Better Half got back (on)Tuesday after eight days in New York. He had a great time promoting his work at an English teachers' conference and enjoyed working with his US distributors, except for one thing that niggled. He'd be chatting with the American folk, cracking jokes as he is apt to do, and someone would exclaim (no doubt indicating him with a nod or a pointing gesture) to the others in the group, "I love this guy!" or "Don't you just love this guy?" or some variation on this. (He should be used to this by now--some of my family members are guilty of the same behavio(u)r.)
Now, BH, it must be said, usually enjoys the attention that he gets for being English when in America. In fact, his main complaint about the country on one of our visits last year was that due to the favo(u)rable exchange rate, New York was crawling with Brits, and he was no longer "special". So, one might think that he'd love people exclaiming their love for him, but he found it rather off-putting--and so would I. No doubt, the people who say it would think that they're being complimentary. So, what's behind this phrase/behavio(u)r (which I can't say I've ever experienced in the UK)?
Why some people would find it off-putting, or even rude, to be the topic of such an exclamation is easily explained. There you are, getting along with people, feeling like you're making headway in being accepted as part of the gang. Then you say something funny, and instead of laughter, compliments, or inclusive back-slapping, someone starts talking about you in the third person. You stop being you or Lester (or whatever your name is) and start being this guy. It's distancing. It makes you feel like a performing seal and not a person taking part in the conversation. And what do you say after someone says I love this guy? You haven't been addressed, so it has essentially ended your turn at talking. You're put in an awkward position.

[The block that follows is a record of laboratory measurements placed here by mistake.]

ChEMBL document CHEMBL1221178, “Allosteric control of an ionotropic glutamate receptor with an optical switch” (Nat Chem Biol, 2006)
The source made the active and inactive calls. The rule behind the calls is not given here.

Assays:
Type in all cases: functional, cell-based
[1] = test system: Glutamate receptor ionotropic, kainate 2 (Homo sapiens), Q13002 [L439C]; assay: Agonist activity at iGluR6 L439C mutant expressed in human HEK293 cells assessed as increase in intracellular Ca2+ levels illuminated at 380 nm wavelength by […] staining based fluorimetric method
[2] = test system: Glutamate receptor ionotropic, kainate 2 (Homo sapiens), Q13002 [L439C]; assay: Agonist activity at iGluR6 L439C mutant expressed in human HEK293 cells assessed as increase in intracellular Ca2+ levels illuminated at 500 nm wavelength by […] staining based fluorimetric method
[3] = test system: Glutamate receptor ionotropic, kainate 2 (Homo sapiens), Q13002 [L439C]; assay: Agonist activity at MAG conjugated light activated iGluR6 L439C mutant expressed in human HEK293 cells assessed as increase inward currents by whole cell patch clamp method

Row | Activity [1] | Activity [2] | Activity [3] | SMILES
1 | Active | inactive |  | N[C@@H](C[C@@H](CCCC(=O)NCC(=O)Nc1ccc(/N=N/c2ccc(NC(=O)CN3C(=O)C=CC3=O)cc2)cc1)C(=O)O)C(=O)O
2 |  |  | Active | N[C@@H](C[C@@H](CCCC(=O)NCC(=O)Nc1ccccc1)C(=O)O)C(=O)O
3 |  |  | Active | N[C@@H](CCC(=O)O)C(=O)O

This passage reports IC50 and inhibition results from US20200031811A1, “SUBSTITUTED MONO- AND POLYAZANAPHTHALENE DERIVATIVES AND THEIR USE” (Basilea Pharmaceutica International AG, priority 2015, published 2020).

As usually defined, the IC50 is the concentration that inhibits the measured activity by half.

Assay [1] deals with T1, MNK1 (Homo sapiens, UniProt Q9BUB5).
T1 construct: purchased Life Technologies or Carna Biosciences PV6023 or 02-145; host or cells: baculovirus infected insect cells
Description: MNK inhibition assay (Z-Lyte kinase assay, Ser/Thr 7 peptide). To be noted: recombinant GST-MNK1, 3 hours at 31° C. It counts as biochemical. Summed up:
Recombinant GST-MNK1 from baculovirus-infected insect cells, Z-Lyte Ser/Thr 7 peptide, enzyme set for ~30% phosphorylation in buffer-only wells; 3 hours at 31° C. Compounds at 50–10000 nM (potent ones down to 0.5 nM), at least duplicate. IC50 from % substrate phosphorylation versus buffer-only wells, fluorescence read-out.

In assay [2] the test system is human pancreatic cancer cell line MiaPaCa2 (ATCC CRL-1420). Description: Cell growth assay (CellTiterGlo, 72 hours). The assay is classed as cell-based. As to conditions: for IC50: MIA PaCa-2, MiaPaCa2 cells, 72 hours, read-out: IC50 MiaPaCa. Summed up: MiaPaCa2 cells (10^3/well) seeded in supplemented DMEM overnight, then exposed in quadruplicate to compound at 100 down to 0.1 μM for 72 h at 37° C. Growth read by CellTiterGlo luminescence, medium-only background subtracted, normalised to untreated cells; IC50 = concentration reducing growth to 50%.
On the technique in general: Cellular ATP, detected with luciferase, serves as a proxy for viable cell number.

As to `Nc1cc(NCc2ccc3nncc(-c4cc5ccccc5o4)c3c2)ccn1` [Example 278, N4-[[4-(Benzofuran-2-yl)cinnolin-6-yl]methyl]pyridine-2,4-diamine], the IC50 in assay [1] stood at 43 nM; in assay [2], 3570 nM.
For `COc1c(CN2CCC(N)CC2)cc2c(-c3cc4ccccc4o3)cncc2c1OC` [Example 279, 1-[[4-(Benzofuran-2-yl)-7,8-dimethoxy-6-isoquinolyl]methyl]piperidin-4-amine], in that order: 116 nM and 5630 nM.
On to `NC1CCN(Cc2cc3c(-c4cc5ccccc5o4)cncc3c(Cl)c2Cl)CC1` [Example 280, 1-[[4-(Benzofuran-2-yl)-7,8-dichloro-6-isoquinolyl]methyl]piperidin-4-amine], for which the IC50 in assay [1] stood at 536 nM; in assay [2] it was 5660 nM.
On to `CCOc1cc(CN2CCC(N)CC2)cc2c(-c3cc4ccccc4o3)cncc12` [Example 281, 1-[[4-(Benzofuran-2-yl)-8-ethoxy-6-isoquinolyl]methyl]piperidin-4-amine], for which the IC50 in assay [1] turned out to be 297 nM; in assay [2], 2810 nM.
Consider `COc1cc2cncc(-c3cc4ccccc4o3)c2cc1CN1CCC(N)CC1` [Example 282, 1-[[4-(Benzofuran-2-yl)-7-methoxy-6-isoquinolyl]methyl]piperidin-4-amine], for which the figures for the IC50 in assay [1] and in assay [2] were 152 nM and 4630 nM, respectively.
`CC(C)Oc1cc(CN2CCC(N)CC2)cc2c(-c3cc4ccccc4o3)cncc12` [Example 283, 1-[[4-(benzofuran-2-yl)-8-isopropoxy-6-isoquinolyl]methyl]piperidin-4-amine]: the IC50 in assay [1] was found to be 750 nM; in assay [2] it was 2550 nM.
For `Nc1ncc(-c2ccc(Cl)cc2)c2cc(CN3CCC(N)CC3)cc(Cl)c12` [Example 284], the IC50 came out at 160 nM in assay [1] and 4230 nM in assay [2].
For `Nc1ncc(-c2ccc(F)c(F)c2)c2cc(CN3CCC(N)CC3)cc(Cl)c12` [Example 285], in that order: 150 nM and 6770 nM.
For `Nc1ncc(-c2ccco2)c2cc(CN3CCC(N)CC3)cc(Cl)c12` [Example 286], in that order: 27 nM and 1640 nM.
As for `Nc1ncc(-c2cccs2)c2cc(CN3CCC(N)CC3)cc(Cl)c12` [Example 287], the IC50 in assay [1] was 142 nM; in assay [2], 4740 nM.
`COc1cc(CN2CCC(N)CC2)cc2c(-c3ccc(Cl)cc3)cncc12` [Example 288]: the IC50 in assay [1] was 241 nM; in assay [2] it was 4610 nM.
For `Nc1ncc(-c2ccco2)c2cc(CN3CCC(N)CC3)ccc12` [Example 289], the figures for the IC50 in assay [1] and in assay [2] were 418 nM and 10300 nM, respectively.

So, why it makes people uncomfortable--easily explained. Why do people say it? It seems to say "Look at me! I'm sophisticated and/or clever enough to appreciate this person's humo(u)r!" In other words, it seems a rather self-cent(e)red thing to say. So, part of me is tempted to say that one hears expressions like this more in the US than the UK because the US is a more individualistic society, with more emphasis on the 'me' in conversation. And I'm sure that's part of it. Another part, I think, is the relative insularity of mainstream American life--if you don't interact with a lot of people from other cultures (as equals) on a regular basis, perhaps you don't know what to do when they make a slightly off-colo(u)r comment. (BH does have a tendency to like to shock middle Americans with his Anglo-Saxon vocabulary.) Folded into this is some Americans' insecurity around British folk, whom they consider particularly funny, well-spoken (recall AVIC) and therefore possibly more intelligent than themselves. So, perhaps in such a situation, it's more natural for people to express their appreciation in a distanced way (this guy!) rather than a personal way (you're hilarious!) or a joining-in way (carrying on the joke).
Those are my working hypotheses, at least. (Or since it's a bit of this, a bit of that, maybe it's only one complicated hypothesis.) I'm not sure how much they're worth (it's been a long and tiring week--not a good time for self-critique!), but at least I can offer the public service of pointing out to I-love-this-guy-sayers that there are more effective ways of making people feel loved.
BTW, one more notch in the Canadian count bedpost this weekend--courtesy of a very nice (well, not nice enough to let me beat him) Scrabble player from the Wirral. The Canadian count has slowed down of late (we're just up to 11 now)--maybe I'm not meeting enough new people, or maybe I'm volunteering information about my childhood home too early in conversations, or maybe I'm being accepted as British now that I'm a citizen (HA HA HA--tell us another one, Lynne!).